Songkran is the celebration of the Thai New Year and occurs in April every year. It is one of the main holiday times for people in Thailand with many people returning to their hometowns in order to spend time with their families.
A central part of the celebrations is a ceremony where the young pay respect to the old by pouring water onto the cupped hands of the elderly. In turn, the elderly bless the young as they pour the same water back onto the shoulders or back of the young person. It is a moving and beautiful ritual that demonstrates the importance of the connections between the generations.
I think this ceremony gives us a picture of the sorts of relationships that should exist between the generations in the church, with the younger showing respect to the more elderly, and the elderly blessing and releasing the young.
Perhaps it is also a picture of what life should be like for all of us in the church. When we enter into the new life that Christ gives us it changes the nature of our relationships with each other. No longer are we out for what we can get from others, but rather relationships within the church are to be characterised by this mutual giving and receiving. We give, not expecting anything in return, but with enough humility to accept what may be given when it is.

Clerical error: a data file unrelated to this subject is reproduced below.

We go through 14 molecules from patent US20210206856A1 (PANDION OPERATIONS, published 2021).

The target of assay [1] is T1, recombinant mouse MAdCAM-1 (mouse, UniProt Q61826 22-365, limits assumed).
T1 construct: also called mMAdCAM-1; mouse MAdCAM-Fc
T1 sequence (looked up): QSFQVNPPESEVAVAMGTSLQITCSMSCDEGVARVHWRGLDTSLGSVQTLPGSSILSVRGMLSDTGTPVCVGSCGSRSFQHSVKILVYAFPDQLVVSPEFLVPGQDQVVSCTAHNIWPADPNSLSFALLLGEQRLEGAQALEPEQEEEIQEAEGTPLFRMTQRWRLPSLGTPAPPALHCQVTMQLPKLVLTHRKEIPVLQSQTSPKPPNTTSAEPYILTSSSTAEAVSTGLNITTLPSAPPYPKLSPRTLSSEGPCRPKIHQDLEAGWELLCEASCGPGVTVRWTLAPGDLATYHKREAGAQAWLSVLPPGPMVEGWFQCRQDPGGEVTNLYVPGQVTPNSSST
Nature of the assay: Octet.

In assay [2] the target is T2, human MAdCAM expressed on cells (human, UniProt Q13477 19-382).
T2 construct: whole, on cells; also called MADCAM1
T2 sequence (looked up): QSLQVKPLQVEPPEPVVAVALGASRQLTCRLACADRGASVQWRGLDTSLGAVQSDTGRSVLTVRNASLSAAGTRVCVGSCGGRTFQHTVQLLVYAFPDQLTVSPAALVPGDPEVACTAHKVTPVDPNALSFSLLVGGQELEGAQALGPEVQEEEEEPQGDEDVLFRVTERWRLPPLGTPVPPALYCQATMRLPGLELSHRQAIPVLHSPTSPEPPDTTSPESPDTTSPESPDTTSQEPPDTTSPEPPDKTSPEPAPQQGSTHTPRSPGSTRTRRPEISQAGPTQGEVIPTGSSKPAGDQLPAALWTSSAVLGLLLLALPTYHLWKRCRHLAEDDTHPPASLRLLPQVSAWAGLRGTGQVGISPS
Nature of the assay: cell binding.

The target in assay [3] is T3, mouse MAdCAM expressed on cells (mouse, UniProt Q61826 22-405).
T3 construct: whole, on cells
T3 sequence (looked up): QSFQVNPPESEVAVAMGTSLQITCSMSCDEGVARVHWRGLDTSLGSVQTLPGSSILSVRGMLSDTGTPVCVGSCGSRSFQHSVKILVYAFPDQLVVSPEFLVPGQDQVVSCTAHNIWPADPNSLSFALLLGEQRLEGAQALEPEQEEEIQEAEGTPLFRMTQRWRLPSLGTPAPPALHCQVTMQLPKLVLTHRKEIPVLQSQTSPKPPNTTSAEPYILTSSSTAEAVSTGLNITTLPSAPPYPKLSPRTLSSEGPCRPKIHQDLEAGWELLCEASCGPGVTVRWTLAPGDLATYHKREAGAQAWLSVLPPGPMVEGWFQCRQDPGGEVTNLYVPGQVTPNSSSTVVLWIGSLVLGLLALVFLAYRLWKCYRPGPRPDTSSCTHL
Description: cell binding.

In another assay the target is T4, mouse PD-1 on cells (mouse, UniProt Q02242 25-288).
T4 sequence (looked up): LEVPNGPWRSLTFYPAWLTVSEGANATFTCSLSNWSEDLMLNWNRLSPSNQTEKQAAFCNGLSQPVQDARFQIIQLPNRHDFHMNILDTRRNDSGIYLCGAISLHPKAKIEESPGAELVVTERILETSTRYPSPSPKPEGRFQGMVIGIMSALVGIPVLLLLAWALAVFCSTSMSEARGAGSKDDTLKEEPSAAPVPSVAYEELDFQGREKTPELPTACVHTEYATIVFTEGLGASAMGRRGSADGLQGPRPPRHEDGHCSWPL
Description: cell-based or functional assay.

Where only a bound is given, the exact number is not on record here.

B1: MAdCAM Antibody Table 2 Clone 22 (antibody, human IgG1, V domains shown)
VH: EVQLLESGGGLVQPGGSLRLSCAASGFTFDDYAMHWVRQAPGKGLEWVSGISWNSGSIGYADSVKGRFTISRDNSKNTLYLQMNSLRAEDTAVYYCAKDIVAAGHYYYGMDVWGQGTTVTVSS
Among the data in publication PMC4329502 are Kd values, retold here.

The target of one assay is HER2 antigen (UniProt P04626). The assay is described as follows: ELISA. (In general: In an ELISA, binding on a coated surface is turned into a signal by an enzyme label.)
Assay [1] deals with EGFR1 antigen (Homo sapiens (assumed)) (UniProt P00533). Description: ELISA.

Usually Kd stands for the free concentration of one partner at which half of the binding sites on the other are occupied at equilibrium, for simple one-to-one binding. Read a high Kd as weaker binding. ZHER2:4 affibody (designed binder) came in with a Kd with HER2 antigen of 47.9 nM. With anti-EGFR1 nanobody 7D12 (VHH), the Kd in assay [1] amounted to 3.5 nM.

This is something of what it is to love one another. And this love doesn’t come from within us. Just as the water flows from younger to older and back to younger in the Songkran ceremony, it is the water of God’s Spirit that flows between us in the church as we give and receive. At Songkran the water is scoped up in small bowls from a central container. So too we must continually come back to the source of love, to God himself, if we are to love as He would have us.
Andrew serves with his family in South East Asia.